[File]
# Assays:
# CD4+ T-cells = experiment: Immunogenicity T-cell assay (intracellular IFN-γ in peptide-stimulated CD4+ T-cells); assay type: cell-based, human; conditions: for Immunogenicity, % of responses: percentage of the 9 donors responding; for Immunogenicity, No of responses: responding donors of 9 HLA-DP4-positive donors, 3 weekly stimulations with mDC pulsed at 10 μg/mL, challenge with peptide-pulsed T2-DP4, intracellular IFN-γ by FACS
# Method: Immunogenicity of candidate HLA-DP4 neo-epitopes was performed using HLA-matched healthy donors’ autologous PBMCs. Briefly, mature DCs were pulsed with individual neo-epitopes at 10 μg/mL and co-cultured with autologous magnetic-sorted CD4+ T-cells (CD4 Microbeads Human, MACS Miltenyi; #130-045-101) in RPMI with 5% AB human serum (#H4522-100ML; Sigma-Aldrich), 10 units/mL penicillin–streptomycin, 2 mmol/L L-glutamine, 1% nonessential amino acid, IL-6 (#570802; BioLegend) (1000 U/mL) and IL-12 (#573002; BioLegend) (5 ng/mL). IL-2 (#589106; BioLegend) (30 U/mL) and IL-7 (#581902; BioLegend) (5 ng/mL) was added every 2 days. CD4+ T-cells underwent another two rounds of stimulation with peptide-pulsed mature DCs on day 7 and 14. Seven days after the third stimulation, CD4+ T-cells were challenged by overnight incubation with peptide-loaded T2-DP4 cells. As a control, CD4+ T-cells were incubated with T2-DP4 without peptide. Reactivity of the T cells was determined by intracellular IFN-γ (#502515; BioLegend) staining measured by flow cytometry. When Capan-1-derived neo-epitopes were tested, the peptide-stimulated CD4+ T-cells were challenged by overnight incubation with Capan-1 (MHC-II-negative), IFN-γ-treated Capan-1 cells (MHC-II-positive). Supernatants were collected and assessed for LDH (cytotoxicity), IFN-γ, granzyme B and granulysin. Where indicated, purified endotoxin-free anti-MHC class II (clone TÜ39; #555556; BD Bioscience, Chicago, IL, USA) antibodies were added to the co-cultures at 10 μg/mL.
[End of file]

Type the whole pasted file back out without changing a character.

# Assays:
# CD4+ T-cells = experiment: Immunogenicity T-cell assay (intracellular IFN-γ in peptide-stimulated CD4+ T-cells); assay type: cell-based, human; conditions: for Immunogenicity, % of responses: percentage of the 9 donors responding; for Immunogenicity, No of responses: responding donors of 9 HLA-DP4-positive donors, 3 weekly stimulations with mDC pulsed at 10 μg/mL, challenge with peptide-pulsed T2-DP4, intracellular IFN-γ by FACS
# Method: Immunogenicity of candidate HLA-DP4 neo-epitopes was performed using HLA-matched healthy donors’ autologous PBMCs. Briefly, mature DCs were pulsed with individual neo-epitopes at 10 μg/mL and co-cultured with autologous magnetic-sorted CD4+ T-cells (CD4 Microbeads Human, MACS Miltenyi; #130-045-101) in RPMI with 5% AB human serum (#H4522-100ML; Sigma-Aldrich), 10 units/mL penicillin–streptomycin, 2 mmol/L L-glutamine, 1% nonessential amino acid, IL-6 (#570802; BioLegend) (1000 U/mL) and IL-12 (#573002; BioLegend) (5 ng/mL). IL-2 (#589106; BioLegend) (30 U/mL) and IL-7 (#581902; BioLegend) (5 ng/mL) was added every 2 days. CD4+ T-cells underwent another two rounds of stimulation with peptide-pulsed mature DCs on day 7 and 14. Seven days after the third stimulation, CD4+ T-cells were challenged by overnight incubation with peptide-loaded T2-DP4 cells. As a control, CD4+ T-cells were incubated with T2-DP4 without peptide. Reactivity of the T cells was determined by intracellular IFN-γ (#502515; BioLegend) staining measured by flow cytometry. When Capan-1-derived neo-epitopes were tested, the peptide-stimulated CD4+ T-cells were challenged by overnight incubation with Capan-1 (MHC-II-negative), IFN-γ-treated Capan-1 cells (MHC-II-positive). Supernatants were collected and assessed for LDH (cytotoxicity), IFN-γ, granzyme B and granulysin. Where indicated, purified endotoxin-free anti-MHC class II (clone TÜ39; #555556; BD Bioscience, Chicago, IL, USA) antibodies were added to the co-cultures at 10 μg/mL.